Potentially harmful plants grow almost everywhere, hence, it is not practical to eradicate them all. However, a basic understanding of adverse cutaneous reactions and the common plants that cause each type can enable vulnerable individuals to discover the source of their dermatitis and thus prevent re-exposure. The aim of this study therefore, was to document the plants responsible for irritant contact dermatitis (ICD) in the Eastern Cape, along with their respective irritants and clinical presentations.Study participants (161) in 12 locations were selected by convenient sampling with particular focus on local people who regularly interact with plants or plant products. Interview questions were focused on the local names of plants that contain irritating chemicals and physical characteristics that cause ICD.Forty four plant species distributed in 24 families and 34 genera were reported as causative agents of irritant contact dermatitis. Herbs constituted 67.35%, trees 24.49% and shrubs 8.16%. Mechanical ICD was reported to be caused by 23 species, closely followed by chemical ICD (20 species) and mechanico-chemical ICD (6 species). Species with the highest frequency of citations were Allium cepa, Acacia karroo, Capsicum annuum, Citrus limon and Zea mays. The most representative families were Euphorbiaceae (for chemical ICD), Urticaceae (for mechanico-chemical ICD), Fabaceae and Rutaceae for mechanical ICD. Most of the classes of chemical compounds identified as being responsible for chemical ICD were restricted to plants of specific genera such as the diterpenes in Euphorbia spp., disulphides in Allium spp., terpenes in Citrus spp. and isothiocyanates in Brassica spp.. Thorns and hairs were reported for causing Mechanical ICD in 6 plant species each, including widely cultivated plants such as Acacia karoo and Citrus reticulata.Irritant contact dermatitis is a common cutaneous disorder in individuals exposed to plants in the Eastern Cape, especially among workers of the food and flower industries. Health practitioners should therefore consider the possible work-related causes of dermatitis, especially in cases associated with a clear history of symptoms.
- Ethno medicine and healthcare practices among Nicobarese of Car Nicobar - an indigenous tribe of Andaman and Nicobar Islands. [JOURNAL ARTICLE]
- J Ethnopharmacol 2014 Oct 8.
This study is an attempt to document the use of medicinal plants by Nicobarese tribe from the Car Nicobar Island of Andaman and Nicobar Islands. Inspite of the availability of modern healthcare facilities tribal people often take herbal medicines and Traditional Knowledge Practitioners (TKPs) serve as the local medical experts in Car Nicobar Island.The present study was to conduct an ethnomedicinal survey among the TKPs of Nicobarese tribe of the inhabitants of Car Nicobar Island, Andaman and Nicobar Islands, India.Field research was conducted in the 15 villages of Car Nicobar Island during March 2011- February 2012. TKPs were interviewed with a questionnaire-guided ethnomedical survey protocol. The data obtained were quantitatively analysed using the informant consensus factor (ICF) and use value (UV). Voucher specimens of all cited plants were collected and deposited at Regional Medical Research Centre (ICMR), Port Blair.Use of 150 medicinal plant species, belonging to 122 genera encompassing 59 families were recorded during the survey. These 150 species are employed to treat 47 different medicinal uses, divided into nine categories of use. The highest ICF (0.68) was obtained for the gastrointestinal system. The Euphorbiaceae family exhibited the highest number of citations, and the species with the highest UVs were Morinda citrifolia L., Tabernaemontana crispa Roxb. and Colubrina asiatica (L.) Brongn. Of the medicinal plants reported, the most common growth form was shrubs (28%). Among several parts of individual plant species are used, leaves constitute the major portion in preparation of medicines. Remedies were generally prepared using water as the excipient.This study is an attempt to document the use of medicinal plants from the Car Nicobar Island of the Andaman and Nicobar Islands. Future phytochemical and pharmacological studies are needed to confirm the efficacy and safety of the identified plants.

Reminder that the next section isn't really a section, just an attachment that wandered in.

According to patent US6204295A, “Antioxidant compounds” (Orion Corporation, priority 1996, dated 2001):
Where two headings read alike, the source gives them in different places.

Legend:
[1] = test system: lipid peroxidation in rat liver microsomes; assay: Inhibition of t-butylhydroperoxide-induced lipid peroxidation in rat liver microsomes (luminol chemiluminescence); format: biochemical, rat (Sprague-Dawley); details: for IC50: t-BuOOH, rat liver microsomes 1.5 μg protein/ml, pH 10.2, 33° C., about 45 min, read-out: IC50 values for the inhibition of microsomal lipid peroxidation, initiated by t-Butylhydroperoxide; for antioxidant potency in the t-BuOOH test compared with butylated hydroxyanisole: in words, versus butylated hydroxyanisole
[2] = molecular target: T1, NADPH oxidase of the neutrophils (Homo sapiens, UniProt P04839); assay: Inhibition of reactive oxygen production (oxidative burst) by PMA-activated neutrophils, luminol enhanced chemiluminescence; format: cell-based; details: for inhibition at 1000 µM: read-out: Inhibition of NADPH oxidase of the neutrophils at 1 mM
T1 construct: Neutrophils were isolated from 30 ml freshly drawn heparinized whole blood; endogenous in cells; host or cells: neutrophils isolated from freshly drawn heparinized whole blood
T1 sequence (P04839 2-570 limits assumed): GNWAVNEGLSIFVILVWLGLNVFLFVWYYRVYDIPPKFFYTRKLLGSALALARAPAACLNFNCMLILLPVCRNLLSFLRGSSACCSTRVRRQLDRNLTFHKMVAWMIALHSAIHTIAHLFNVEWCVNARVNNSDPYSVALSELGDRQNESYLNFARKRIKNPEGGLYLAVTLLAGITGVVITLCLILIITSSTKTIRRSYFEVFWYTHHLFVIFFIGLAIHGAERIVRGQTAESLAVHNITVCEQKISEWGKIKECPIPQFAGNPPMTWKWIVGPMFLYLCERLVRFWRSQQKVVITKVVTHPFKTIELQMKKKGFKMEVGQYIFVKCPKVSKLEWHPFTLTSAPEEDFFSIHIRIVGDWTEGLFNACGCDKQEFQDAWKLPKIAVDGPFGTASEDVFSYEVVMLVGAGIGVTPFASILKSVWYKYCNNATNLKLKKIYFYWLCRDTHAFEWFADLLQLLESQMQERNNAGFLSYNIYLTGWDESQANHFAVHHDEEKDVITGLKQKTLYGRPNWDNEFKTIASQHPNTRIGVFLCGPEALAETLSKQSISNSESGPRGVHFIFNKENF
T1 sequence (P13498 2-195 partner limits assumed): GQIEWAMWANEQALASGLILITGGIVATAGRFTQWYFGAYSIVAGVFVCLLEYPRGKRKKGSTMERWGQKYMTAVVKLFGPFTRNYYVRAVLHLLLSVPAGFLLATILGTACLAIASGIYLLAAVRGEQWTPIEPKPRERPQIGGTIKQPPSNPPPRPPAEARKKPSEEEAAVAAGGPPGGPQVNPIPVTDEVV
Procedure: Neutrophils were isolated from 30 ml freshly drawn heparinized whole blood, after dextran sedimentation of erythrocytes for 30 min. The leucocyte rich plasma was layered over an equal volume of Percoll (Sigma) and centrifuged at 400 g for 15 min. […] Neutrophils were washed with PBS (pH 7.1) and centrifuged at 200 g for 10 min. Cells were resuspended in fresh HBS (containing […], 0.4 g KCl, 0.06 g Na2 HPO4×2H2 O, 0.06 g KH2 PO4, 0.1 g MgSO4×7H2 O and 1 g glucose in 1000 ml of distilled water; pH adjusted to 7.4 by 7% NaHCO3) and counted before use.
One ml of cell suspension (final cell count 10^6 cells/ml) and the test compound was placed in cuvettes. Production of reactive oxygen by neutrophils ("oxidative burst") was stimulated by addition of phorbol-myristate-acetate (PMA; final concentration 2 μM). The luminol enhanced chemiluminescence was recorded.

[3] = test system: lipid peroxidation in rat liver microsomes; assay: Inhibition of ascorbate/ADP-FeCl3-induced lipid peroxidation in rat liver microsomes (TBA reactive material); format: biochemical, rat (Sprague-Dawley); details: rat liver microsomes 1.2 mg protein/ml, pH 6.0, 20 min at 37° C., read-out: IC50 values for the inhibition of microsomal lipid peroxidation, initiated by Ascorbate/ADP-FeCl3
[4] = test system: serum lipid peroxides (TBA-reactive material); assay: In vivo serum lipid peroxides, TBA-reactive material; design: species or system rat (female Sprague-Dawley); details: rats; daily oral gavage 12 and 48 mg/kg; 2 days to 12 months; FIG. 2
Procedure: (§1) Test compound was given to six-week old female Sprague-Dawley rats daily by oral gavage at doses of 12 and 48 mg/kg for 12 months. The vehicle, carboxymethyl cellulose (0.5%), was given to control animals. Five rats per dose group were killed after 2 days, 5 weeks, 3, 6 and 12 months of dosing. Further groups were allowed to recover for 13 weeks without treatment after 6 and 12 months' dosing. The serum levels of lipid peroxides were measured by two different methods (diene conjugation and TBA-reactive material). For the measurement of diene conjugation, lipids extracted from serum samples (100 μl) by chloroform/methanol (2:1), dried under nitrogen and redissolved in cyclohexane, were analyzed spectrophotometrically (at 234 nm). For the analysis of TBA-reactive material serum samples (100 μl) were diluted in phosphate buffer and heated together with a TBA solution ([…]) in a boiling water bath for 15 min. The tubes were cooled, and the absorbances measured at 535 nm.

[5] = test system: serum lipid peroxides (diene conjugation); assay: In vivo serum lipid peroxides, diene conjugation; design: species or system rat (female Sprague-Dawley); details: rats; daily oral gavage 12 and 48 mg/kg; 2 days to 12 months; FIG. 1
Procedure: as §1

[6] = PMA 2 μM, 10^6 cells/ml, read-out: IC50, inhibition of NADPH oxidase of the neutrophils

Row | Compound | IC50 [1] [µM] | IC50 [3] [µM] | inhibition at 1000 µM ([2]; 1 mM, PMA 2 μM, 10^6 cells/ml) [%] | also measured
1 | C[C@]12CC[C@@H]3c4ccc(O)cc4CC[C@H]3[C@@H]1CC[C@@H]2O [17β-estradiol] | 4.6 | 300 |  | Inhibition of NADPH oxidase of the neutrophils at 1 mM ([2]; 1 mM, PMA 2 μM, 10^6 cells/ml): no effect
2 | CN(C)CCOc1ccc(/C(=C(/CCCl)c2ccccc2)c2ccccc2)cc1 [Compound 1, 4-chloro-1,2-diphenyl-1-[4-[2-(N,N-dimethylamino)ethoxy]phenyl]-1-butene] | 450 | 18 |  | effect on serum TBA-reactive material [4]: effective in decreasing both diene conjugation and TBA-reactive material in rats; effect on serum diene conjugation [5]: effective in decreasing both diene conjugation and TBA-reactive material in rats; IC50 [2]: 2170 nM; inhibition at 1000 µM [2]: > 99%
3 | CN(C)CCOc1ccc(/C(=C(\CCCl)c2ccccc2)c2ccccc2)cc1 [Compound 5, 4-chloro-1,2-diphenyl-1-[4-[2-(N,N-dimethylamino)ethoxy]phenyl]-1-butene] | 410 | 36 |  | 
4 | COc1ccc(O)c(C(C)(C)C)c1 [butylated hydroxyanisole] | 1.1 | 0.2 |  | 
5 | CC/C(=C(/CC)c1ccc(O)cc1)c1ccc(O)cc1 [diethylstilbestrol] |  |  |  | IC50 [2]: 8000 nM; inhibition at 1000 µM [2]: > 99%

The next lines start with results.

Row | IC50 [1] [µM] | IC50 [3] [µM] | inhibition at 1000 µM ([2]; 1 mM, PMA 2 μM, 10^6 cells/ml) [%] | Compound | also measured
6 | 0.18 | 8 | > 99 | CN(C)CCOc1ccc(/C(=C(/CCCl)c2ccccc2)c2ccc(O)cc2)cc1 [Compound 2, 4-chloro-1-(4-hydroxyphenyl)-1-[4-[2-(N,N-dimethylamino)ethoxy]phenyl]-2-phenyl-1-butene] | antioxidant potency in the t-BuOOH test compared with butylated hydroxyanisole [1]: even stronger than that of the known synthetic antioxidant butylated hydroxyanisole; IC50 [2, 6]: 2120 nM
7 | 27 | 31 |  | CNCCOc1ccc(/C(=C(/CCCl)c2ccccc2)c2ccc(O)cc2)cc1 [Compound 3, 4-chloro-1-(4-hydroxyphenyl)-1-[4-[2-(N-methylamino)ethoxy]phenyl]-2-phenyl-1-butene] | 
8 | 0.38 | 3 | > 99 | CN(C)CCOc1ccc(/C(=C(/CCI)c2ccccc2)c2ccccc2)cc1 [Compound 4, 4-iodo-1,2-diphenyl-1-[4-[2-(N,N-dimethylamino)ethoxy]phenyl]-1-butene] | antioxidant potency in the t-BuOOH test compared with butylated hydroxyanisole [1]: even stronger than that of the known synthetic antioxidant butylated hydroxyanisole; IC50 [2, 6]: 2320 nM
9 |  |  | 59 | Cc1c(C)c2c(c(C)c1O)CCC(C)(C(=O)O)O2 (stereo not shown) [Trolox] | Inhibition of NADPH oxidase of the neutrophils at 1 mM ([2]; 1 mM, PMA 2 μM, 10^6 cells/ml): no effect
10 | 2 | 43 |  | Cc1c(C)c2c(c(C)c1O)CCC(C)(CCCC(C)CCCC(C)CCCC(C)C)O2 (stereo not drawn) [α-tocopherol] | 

- Bioactivity of Fragaria vesca leaves through inflammation, proteasome and autophagy modulation. [JOURNAL ARTICLE]
- J Ethnopharmacol 2014 Oct 8.
Fragaria vesca leaves have been used in folk medicine for the treatment of several diseases, namely gastrointestinal, cardiovascular and urinary disorders, which could be related with the potential anti-inflammatory properties of the extract. This work aims to disclose the bioactivity and the underlying action mechanism of an extract from Fragaria vesca leaves in order to support its traditional uses.A hydroalcoholic extract was prepared from Fragaria vesca leaves and its anti-inflammatory potential was evaluated through inhibition of nitric oxide production and expression of several pro-inflammatory proteins in lipopolysaccharide-triggered macrophages. Nitric oxide scavenger activity was also assessed using a standard nitric oxide donor. Since numerous inflammatory proteins are tightly regulated by ubiquitination and proteasomal degradation, the putative effect of the extract on these cellular proteolytic pathways was also disclosed. The phytochemical characterization was performed by HPLC-PDA-ESI/MSn and compared with an infusion prepared according to the traditional method.For non-cytotoxic concentrations (80 and 160µg/mL) the extract inhibited nitrite production, probably due to a direct nitric oxide scavenging. Furthermore, inhibition of proteasome activity was verified, leading to accumulation of ubiquitinated proteins. The extract also increased the conversion of the microtubule-associated protein light chain LC3-I to LC3-II, a marker of autophagy. Polyphenols, namely ellagitannins, proanthocyanidins, and quercetin and kaempferol glucuronide derivatives were identified in Fragaria vesca leaves extract. Most of the identified phenolic compounds matched with those found in traditional preparation, the infusion.The extract has a direct nitric oxide scavenging activity giving support to the traditional use of this plant for the treatment of inflammatory disorders. Furthermore, the extract affects the proteolytic systems but its role in cancer treatment requires further studies.